What You Need to Know
Your resume serves as a personal introduction to potential employers and is a reflection of your professionalism, abilities, and communication skills. It must service as an effective "marketing tool" to highlight what you can offer an organization.
If you are applying to positions in academia, such as research fellowships, or to graduate schools, a CV-curriculum vita, an “academic” resume, may be what you need. A cover letter should be included with your resume. It should be tailored to the position and organization of interest and highlight your related skills and experiences.
Writing your resumé is one of the most important things you will do relative to your job search.
This critical document is often your first formal “introduction” to employers who
expect them to be carefully thought out, clear in explaining and highlighting your
skills, easy to read, and totally error free. Never send out a resumé that is not prefaced
by a cover letter, which should convince employers that you are a noteworthy candidate
Make sure your resume has been critiqued! Meet with us, as well as with individuals who have backgrounds in areas similar to your interests, to offer feedback. You may upload your resumé to our Handshake resumé exchange program for us to view and critique. Email it to firstname.lastname@example.org or you may drop off a draft to our office for a consultation.
Use our Resumé Guide for information on what we have found, through years of experience, to be what employers expect to see on resumés and to view a variety of examples. We also have hard copies of Resumé Guides available, which you may pick up at Career Services.
NOTE: Do realize that once employers attain your personal information via your resume, they often investigate a candidate's "virtual" persona on social networking sites such as Facebook and Instagram. Do make sure that the information and photos on your site, as well as information about you on friends' sites, is what you would be proud to share with a future employer.
Students who are applying to graduate/professional schools or to academically focused programs such as research fellowships, should submit a CV, a curriculum vitae – an academic “course of life,” which focuses on educational and intellectual achievements.
Visit us for feedback on your CV draft and be sure to obtain critiques from faculty who have discipline specific expertise and insights. A typical CV will include the following information and will likely be lengthier than a one page resume:
- Name and contact information: Contact information including your home and school addresses, cell number, and email
- Objective & Areas of Interest: Incorporate a short objective into this area, such as “Admission to Good University’s PhD program, to further career contributions to the clinical psychology profession, while gaining opportunities to contribute to research in mental illness and cognition.” List additional, specific interest areas and be sure that your interests match and complement the research and mission of the programs to which you are applying. Focus all writing on what you can offer to the organization and to the academic discipline.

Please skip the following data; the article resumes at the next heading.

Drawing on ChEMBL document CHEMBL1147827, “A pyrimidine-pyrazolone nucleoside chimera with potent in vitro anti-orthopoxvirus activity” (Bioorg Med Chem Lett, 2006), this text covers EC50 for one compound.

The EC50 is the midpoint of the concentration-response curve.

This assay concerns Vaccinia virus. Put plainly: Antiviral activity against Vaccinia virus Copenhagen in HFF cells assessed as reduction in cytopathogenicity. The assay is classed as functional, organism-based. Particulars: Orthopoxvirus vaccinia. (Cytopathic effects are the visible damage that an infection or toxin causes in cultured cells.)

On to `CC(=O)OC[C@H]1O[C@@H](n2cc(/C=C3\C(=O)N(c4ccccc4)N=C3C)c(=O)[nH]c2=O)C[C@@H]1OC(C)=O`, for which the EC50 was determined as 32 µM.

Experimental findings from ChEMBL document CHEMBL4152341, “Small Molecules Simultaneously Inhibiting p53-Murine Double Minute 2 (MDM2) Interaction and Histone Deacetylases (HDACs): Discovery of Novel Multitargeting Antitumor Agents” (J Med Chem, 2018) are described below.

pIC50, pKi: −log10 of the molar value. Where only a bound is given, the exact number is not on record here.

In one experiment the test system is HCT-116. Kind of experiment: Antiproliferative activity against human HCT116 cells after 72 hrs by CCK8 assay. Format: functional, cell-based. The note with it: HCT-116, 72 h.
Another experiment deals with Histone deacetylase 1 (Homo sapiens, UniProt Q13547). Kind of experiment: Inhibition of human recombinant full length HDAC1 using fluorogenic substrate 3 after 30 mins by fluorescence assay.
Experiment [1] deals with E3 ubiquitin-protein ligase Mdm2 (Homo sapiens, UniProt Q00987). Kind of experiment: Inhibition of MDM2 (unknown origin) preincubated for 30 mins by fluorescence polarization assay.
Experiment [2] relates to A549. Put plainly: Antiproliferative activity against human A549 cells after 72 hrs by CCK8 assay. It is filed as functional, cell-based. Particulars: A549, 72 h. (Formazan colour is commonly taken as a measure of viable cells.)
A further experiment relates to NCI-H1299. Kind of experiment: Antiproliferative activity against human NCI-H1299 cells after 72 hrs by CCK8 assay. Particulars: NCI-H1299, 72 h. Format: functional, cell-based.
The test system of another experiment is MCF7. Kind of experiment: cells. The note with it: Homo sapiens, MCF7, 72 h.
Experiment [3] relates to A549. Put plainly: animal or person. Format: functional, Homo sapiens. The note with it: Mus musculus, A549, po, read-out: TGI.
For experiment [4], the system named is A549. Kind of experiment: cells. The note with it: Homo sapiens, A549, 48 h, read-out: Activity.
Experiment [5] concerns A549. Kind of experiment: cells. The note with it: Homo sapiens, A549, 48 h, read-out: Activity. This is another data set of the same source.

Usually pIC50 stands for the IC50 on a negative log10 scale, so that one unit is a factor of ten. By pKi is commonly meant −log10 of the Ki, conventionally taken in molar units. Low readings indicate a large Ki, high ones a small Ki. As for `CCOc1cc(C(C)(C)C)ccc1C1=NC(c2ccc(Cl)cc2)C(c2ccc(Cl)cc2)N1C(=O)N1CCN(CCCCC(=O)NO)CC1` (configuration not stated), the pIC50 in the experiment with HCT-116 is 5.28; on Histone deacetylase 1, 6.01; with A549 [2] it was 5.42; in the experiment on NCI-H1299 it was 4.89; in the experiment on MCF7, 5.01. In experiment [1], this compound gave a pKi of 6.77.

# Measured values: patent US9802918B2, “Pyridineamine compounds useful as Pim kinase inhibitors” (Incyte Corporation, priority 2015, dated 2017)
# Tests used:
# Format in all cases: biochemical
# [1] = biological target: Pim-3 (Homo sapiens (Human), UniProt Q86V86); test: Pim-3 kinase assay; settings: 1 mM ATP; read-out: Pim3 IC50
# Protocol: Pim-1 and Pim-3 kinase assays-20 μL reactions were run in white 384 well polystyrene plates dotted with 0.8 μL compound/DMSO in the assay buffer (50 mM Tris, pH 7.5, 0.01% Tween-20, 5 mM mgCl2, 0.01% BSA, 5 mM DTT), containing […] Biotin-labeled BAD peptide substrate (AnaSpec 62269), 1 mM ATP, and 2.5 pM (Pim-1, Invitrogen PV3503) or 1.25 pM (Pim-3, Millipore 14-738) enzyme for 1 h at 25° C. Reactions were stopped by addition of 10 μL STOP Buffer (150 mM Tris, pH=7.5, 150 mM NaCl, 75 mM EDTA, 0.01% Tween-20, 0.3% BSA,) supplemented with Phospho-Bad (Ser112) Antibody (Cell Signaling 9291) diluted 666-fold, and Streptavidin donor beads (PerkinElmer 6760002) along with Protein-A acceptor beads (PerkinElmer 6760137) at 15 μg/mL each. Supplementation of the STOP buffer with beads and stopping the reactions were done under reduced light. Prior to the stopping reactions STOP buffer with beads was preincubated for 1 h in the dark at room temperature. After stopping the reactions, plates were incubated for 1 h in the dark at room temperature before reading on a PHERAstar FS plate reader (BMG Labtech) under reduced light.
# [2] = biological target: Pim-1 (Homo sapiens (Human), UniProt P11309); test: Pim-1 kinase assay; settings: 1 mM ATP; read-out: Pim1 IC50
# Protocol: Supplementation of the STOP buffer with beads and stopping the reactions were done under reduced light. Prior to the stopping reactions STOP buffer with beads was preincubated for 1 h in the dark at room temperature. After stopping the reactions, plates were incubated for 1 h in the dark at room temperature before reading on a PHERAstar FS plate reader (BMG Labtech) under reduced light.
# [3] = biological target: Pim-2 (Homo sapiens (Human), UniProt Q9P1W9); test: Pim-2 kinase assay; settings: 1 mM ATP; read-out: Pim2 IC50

- Education: your degree earned or in progress, institution, and year of graduation. List Advanced Courses & Skills (ex. laboratory skills and equipment, statistical software, etc.) which the program will find relevant to their needs.
- Research: Include the titles of your research, names of mentors, and a short description of your work and your results.
- Grants, Honors and Awards: a list of grants received, honors and awards you may have received for scholarship, teaching or service.
- Publications and Presentations: a list of published articles which you authored or co-authored, as well presentations/poster sessions given at conferences.
- Employment and Experience: This section may include teaching experiences, laboratory experiences, intern & field experiences, volunteer work, leadership in clubs, or other relevant experiences.
- Scholarly or Professional Memberships: a listing of the professional organizations of which you are a member. Note if you have held an office or committee member role.
- References: Prior to sending out your CV, create a list of at least 3 persons who have agreed to write letters of recommendation for you; include their names, titles and contact information.
A sample CV is in Career Services Resumé Guide
When responding to employment opportunities and submitting resumes to potential employers,
never send your resume without a cover letter.
The cover letter "introduces" you to employers and highlights the abilities, experiences and education you have to offer them. Cover letters which impress employers most are those which address their needs and relate your skills to the actual job description.
This letter should never be a "form" letter, it should be directed to a specific person,
if possible, in application for a specific position. If a specific position is not
available, you may still send a resume and cover letter requesting that the organization
considers you for future openings.
The cover letter should consist of an introductory paragraph explaining how you heard about the job opening or the organization; a second paragraph briefly describing your skills and interests and what you can offer to the organization; and a final paragraph requesting an interview and describing how you will follow-up on your correspondence, if you can.
Always make sure that your cover letter is proofread by a variety of "reviewers." Do bring your cover letter to Career Services for a critique as well.
- Download our Cover Letter Guide for more information and a variety of samples.
Don't forget that you also need to send "thank you" letters to employers after interviews as well! Thank you, Acceptance, and Rejection of Offer Letters are also included in this guide. You may also pick up a hard copy of the guide at Career Services.